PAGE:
REVIEW 7 Days to Die - PS4 port Review
2 years ago • 1,766 Views

What do you call a decent enough PC game ported poorly onto consoles? Well, now we can call it 7 Days to Die. Developed by The Fun Pimps and published by Telltale Publishing, 7 Days to Die is a first person, zombie survival game not unlike DayZ. Although more akin to Minecraft than DayZ, 7 Days to Die has a stronger emphasis on crafting and defense from zombie hordes. Regardless of the overall quality of 7 Days to Die on PC, this review is for the PlayStation 4 port.

7 Days to Die doesn't have a single player story, per se, but you can find and complete quests scattered throughout the world. The way you acquire these quests is actually fairly unique. To start a quest, you typically find a note on a dead body or at a deaddrop. This information will be logged under your quests menu.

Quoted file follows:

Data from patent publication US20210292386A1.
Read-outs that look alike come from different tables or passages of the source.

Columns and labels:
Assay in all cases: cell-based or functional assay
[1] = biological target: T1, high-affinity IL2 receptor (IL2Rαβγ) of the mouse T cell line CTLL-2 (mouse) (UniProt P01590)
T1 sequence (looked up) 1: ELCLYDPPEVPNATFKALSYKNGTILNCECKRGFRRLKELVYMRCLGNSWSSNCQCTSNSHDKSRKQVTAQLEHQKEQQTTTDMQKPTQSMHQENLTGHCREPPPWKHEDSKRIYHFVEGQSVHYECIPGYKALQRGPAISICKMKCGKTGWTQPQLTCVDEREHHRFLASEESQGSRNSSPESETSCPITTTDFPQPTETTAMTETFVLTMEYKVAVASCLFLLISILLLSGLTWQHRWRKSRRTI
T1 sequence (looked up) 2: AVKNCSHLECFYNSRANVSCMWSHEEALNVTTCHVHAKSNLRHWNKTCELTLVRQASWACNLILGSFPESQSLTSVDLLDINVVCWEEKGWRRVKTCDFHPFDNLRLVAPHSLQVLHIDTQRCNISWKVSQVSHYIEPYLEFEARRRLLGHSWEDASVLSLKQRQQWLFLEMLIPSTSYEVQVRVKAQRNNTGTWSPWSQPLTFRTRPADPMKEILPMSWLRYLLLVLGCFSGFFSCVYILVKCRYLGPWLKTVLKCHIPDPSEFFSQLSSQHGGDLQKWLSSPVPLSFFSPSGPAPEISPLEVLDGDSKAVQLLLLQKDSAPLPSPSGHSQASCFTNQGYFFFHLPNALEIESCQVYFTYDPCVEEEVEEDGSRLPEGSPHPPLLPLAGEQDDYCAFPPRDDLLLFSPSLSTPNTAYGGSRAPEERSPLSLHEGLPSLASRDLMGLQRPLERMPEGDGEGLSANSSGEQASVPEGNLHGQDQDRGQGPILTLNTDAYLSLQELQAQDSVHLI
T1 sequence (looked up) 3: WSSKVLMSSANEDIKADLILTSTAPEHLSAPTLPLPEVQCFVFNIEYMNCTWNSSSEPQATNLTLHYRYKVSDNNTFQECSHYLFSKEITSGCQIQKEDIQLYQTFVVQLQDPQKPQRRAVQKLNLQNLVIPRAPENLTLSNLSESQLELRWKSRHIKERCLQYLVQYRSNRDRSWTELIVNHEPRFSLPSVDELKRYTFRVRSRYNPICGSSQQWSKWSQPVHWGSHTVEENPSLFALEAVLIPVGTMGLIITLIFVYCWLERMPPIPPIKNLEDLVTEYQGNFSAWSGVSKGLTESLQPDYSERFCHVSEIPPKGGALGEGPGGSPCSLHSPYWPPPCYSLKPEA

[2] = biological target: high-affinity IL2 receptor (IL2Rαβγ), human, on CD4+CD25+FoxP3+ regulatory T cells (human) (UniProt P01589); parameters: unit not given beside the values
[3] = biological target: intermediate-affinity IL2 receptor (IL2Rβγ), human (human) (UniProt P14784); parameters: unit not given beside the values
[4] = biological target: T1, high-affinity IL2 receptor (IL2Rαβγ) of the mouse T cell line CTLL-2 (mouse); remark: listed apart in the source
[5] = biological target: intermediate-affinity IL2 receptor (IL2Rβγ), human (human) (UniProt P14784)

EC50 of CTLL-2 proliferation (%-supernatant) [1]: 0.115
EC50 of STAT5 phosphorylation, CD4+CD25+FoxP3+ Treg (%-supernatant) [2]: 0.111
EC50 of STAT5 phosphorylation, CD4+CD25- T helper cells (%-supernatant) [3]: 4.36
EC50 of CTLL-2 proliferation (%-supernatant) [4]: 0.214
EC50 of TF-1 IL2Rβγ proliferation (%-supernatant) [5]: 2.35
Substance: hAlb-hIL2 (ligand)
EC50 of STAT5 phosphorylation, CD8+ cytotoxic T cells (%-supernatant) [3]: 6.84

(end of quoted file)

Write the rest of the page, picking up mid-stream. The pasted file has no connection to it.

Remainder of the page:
The quests themselves aren't all that interesting though. Just the usual, "Here's where to find good loot. I'll mark it on your map." Not bad, but leaves much to be desired. It's still a nice addition that I'm glad was included. Another neat addition is the tutorial repeating for every new game, this is actually a nice addition so you won't have to constantly consult wikis and 'how-to' videos, just so you can craft shoes.

Unfortunately this is where everything falls apart. First, the HUD and menu interfaces. Clearly no foresight was used in transitioning the HUD and menus from PC to console. During actual gameplay, your quick select items are on a row at the bottom of the screen. To switch between these items, you use the left and right shoulder buttons. This actually works and I had no problems with using it. But if you want to go into your inventory, you press square or X by default, and trip over the controls trying to navigate through.